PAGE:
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History of the Amish

Filed under: by: HussainGardezi

The members of the Amish Anabaptist Christian denomination, and particularly those who are known for their separation from society and rejected by most modern technology. The appellation of origin in Switzerland, with the strict teachings of Jacob Amman led to the division of Mennonites in the 1693.

The Amish, one of several communities that have been developed for radical reform of the 16th century in Europe. Anabaptists, the radical reformers, such as wine to be called, is different from the mainstream Protestant rejection of all authority of the Church, and the belief that the Church consists only of believers, the deliberate refusal of infant baptism. Anabaptist sects, including Mennonites, Amish and Hutterites.

Amish came from the division between the Mennonites of Switzerland in 1693. Mennonite leader, Jacob Amman (1656-1730) and his followers applied the Mennonites refuse to exercise strict and condemned the Mennonites and the other for not doing so.

Amish communities was launched in Switzerland and Alsace, Germany, Russia and the Netherlands, but there are no Amish in the rest of Europe today. Many migrated to North America in the 19th and 20th centuries, and left behind little by little groups absorb Mennonites.

Amish began to migrate to North America in the early 18th, largely to avoid religious persecution and compulsory military service. Settled in eastern Pennsylvania, where it is still a great solution today.

In 1850, there was a separation between what is traditionally the old order Amish, and the "New Order" Amish that accept social change and technological innovation, but keep more of the other Amish practices.

There are currently about 200,000 old order Amish, who live in more than 200 settlements in the United States and Canada, the largest communities in Pennsylvania, Ohio, Indiana, Iowa, Illinois, Kansas, and there are others in the state of Wisconsin, Missouri and Minnesota.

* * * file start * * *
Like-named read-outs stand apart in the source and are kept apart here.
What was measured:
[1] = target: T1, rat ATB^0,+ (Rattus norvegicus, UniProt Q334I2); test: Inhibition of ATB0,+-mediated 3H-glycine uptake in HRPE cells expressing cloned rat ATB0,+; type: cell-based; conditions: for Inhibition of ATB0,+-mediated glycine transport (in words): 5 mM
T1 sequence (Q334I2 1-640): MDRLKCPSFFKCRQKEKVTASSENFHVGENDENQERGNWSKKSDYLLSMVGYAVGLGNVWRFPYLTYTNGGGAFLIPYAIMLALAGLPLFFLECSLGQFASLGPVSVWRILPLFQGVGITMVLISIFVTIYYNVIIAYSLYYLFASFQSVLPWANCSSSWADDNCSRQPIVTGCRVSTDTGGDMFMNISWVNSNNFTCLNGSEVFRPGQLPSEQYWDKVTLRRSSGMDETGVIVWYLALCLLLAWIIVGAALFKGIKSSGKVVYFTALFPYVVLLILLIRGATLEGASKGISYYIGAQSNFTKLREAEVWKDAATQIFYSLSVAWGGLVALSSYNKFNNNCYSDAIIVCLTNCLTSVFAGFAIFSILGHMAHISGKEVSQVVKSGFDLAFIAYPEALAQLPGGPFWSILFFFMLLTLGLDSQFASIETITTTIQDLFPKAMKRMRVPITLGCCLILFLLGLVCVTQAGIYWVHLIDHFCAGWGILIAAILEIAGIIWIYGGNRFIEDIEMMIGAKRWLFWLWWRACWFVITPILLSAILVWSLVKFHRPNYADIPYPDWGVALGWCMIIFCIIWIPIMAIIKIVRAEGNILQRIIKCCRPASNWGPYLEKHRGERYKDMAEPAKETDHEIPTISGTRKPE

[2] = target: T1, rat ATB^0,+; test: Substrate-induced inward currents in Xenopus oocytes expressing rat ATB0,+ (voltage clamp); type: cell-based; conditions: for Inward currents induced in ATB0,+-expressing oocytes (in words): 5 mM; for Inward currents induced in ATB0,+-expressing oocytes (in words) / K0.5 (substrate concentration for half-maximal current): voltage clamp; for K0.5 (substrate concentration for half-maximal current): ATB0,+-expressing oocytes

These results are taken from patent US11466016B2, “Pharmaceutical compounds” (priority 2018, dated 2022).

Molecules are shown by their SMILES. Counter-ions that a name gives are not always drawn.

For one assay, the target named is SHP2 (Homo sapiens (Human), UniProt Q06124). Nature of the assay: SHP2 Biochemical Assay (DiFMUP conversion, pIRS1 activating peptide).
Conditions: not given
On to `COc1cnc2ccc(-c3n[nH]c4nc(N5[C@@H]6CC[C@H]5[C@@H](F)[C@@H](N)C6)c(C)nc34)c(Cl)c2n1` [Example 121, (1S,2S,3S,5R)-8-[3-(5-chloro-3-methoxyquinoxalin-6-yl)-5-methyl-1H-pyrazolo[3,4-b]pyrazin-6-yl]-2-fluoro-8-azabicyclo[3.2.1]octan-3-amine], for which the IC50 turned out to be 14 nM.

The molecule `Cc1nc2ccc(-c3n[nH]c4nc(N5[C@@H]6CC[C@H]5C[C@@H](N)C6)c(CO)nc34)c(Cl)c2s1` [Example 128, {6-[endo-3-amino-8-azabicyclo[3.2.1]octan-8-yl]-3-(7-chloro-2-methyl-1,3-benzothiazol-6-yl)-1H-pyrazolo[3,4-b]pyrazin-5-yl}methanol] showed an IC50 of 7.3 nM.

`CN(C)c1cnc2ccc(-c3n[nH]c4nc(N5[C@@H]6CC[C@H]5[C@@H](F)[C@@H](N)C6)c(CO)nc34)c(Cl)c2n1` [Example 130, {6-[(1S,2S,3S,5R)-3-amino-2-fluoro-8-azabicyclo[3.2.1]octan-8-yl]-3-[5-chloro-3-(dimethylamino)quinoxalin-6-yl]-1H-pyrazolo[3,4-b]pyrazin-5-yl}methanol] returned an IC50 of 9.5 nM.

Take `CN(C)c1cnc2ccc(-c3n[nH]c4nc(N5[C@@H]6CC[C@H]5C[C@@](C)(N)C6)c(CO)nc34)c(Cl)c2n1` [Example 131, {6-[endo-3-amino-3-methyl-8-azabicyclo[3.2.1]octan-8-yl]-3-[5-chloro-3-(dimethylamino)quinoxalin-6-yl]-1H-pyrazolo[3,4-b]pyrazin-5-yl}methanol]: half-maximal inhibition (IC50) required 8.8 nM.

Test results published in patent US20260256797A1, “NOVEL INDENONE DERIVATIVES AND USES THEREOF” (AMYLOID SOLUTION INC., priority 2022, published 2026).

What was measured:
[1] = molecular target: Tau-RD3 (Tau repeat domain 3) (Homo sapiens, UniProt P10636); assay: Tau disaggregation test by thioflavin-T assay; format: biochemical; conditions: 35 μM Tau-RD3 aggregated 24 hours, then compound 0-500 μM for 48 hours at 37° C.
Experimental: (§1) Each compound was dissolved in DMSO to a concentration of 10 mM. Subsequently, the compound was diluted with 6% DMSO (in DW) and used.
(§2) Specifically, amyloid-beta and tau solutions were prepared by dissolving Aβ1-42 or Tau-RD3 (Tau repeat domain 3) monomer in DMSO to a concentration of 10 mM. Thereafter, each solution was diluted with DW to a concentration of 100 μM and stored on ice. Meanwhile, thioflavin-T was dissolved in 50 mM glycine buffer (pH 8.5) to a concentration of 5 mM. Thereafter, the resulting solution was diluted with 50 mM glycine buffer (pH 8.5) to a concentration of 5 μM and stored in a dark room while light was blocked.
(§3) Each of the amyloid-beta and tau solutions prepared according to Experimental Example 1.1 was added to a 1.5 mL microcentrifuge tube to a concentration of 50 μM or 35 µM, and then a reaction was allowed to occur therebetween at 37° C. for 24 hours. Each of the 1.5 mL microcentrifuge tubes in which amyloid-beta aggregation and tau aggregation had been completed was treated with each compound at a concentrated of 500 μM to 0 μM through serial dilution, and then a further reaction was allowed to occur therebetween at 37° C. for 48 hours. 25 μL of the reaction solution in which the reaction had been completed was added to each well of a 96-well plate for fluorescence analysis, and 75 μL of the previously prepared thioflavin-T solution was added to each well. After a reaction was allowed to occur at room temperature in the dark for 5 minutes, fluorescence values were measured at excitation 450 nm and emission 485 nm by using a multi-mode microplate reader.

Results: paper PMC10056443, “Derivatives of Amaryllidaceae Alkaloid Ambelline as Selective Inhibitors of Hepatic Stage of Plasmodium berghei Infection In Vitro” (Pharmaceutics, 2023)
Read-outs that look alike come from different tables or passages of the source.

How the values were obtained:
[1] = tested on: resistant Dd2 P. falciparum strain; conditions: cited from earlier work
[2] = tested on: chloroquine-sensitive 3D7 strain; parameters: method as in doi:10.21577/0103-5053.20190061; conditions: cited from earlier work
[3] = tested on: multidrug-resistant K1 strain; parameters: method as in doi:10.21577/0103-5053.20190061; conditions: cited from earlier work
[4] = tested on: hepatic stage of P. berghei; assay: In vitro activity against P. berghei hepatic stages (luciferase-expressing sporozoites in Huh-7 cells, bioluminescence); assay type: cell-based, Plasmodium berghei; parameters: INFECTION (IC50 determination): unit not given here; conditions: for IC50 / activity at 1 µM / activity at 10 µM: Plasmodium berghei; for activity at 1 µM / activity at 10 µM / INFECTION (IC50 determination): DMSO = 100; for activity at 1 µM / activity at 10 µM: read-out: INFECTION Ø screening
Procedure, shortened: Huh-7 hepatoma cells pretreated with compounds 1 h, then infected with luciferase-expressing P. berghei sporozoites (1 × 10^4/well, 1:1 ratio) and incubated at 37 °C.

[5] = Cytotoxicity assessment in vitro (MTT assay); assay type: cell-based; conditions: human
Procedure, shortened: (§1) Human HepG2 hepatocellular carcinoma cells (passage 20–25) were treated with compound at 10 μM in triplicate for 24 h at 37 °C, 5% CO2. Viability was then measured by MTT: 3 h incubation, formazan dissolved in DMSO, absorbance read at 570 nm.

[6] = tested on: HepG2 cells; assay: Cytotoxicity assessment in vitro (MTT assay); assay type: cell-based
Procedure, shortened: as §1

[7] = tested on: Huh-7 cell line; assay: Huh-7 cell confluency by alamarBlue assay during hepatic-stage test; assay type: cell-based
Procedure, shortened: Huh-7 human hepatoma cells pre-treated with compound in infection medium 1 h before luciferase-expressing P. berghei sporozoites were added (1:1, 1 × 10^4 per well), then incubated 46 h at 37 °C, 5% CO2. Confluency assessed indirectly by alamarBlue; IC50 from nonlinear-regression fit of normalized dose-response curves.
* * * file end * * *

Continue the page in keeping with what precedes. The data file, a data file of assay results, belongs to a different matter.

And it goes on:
As the Conservative Protestants, the Amish of the Bible alone is the source of religious authority. However, in most Amish homes a special place is reserved for the Bible as well as the martyr Mirror, a book chronicling Amish to honor the history and many of the Amish and Mennonites, Anabaptists, and who died for their faith.

Budget, established in 1890, a national newspaper to serve the many Amish and Mennonite communities, which is published in Sugarcreek, Ohio.

Amish religious beliefs are almost identical with that of the Mennonites and other religious reformers. They believe in the importance of both the study of the Bible and the need to live a life free of sin after baptism of adults. The Amish in the first place along with another group of Mennonites strong emphasis on humility and the values of family and community, and the separation of the world.

Two of the key concepts to understand the practices of the Amish rejected Hochmut (pride, arrogance, and arrogance, and the high value they place on the Demut (humility) and Gelassenheit (calm, calm and composure. All of this means that resistance is transmitted, and the promotion of the self, or to confirm the same in any forms. ready to make the will of God, expressed through a set of rules, is at odds with the individualism that is central to American culture in general. Amish Saints, Female Amish Saints